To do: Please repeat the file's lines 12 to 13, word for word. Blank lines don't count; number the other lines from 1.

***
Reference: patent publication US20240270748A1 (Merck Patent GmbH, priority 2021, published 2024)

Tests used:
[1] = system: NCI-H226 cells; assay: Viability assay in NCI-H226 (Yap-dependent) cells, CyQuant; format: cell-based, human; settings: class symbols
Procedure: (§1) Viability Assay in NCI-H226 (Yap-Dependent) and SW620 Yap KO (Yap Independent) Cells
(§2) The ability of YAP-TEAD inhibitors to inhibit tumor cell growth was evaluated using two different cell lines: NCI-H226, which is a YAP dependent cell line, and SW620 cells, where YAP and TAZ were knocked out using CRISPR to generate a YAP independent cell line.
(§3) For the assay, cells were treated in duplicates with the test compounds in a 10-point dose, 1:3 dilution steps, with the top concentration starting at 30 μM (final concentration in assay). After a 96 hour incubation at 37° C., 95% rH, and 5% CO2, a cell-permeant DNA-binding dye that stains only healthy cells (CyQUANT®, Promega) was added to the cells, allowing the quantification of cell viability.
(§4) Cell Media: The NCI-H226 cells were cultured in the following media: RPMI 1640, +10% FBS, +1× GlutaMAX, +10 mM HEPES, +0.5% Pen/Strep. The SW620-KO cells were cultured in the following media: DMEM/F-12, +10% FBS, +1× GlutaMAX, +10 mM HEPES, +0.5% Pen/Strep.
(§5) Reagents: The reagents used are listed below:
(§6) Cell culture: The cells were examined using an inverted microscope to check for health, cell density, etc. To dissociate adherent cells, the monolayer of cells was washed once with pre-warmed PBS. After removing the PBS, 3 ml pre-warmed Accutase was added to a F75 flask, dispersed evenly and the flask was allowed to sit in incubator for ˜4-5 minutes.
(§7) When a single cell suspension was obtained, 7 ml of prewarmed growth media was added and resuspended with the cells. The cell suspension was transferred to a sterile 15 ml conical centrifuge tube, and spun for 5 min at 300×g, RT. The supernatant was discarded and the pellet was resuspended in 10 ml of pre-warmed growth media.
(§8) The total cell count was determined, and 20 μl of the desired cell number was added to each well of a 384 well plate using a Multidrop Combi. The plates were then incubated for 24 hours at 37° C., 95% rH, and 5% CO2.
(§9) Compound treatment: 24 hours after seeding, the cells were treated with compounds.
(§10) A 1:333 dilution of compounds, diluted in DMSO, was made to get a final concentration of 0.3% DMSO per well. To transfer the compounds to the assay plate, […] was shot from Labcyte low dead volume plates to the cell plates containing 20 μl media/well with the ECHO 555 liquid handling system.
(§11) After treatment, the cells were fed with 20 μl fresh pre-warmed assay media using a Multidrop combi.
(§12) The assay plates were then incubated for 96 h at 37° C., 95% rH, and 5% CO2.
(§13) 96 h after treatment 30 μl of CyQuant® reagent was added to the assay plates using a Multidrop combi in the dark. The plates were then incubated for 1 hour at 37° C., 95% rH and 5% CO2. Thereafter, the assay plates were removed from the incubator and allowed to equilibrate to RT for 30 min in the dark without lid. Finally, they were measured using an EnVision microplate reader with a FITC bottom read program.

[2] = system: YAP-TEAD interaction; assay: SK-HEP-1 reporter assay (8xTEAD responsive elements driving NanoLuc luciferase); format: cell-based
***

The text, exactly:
(§9) Compound treatment: 24 hours after seeding, the cells were treated with compounds.
(§10) A 1:333 dilution of compounds, diluted in DMSO, was made to get a final concentration of 0.3% DMSO per well. To transfer the compounds to the assay plate, […] was shot from Labcyte low dead volume plates to the cell plates containing 20 μl media/well with the ECHO 555 liquid handling system.